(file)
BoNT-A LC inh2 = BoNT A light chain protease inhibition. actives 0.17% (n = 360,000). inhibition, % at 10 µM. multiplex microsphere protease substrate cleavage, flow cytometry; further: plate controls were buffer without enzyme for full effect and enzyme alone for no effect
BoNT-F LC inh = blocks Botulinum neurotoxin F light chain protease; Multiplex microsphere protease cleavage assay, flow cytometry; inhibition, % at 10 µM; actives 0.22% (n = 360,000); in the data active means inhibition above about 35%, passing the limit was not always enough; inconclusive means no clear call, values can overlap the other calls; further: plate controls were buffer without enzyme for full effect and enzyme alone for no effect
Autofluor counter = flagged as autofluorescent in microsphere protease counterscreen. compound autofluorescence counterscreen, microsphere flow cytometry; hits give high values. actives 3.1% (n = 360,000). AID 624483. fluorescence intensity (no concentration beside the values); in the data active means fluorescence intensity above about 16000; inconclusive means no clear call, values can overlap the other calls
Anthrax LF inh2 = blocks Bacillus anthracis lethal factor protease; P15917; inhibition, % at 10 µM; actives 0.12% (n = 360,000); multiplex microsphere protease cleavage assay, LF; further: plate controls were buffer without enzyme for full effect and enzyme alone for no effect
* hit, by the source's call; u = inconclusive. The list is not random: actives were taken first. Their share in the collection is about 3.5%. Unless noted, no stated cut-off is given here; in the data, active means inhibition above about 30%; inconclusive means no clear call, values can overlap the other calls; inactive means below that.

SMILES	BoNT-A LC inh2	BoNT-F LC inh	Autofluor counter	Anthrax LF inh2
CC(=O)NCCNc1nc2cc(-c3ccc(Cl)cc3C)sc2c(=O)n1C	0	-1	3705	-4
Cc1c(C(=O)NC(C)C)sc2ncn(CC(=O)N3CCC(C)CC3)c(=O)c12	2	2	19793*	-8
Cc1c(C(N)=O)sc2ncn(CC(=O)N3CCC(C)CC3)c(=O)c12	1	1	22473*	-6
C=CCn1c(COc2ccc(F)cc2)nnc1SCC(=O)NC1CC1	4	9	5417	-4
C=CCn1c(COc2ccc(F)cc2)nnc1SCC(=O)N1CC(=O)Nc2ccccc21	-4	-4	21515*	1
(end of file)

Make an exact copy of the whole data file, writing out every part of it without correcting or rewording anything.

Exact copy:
BoNT-A LC inh2 = BoNT A light chain protease inhibition. actives 0.17% (n = 360,000). inhibition, % at 10 µM. multiplex microsphere protease substrate cleavage, flow cytometry; further: plate controls were buffer without enzyme for full effect and enzyme alone for no effect
BoNT-F LC inh = blocks Botulinum neurotoxin F light chain protease; Multiplex microsphere protease cleavage assay, flow cytometry; inhibition, % at 10 µM; actives 0.22% (n = 360,000); in the data active means inhibition above about 35%, passing the limit was not always enough; inconclusive means no clear call, values can overlap the other calls; further: plate controls were buffer without enzyme for full effect and enzyme alone for no effect
Autofluor counter = flagged as autofluorescent in microsphere protease counterscreen. compound autofluorescence counterscreen, microsphere flow cytometry; hits give high values. actives 3.1% (n = 360,000). AID 624483. fluorescence intensity (no concentration beside the values); in the data active means fluorescence intensity above about 16000; inconclusive means no clear call, values can overlap the other calls
Anthrax LF inh2 = blocks Bacillus anthracis lethal factor protease; P15917; inhibition, % at 10 µM; actives 0.12% (n = 360,000); multiplex microsphere protease cleavage assay, LF; further: plate controls were buffer without enzyme for full effect and enzyme alone for no effect
* hit, by the source's call; u = inconclusive. The list is not random: actives were taken first. Their share in the collection is about 3.5%. Unless noted, no stated cut-off is given here; in the data, active means inhibition above about 30%; inconclusive means no clear call, values can overlap the other calls; inactive means below that.

SMILES	BoNT-A LC inh2	BoNT-F LC inh	Autofluor counter	Anthrax LF inh2
CC(=O)NCCNc1nc2cc(-c3ccc(Cl)cc3C)sc2c(=O)n1C	0	-1	3705	-4
Cc1c(C(=O)NC(C)C)sc2ncn(CC(=O)N3CCC(C)CC3)c(=O)c12	2	2	19793*	-8
Cc1c(C(N)=O)sc2ncn(CC(=O)N3CCC(C)CC3)c(=O)c12	1	1	22473*	-6
C=CCn1c(COc2ccc(F)cc2)nnc1SCC(=O)NC1CC1	4	9	5417	-4
C=CCn1c(COc2ccc(F)cc2)nnc1SCC(=O)N1CC(=O)Nc2ccccc21	-4	-4	21515*	1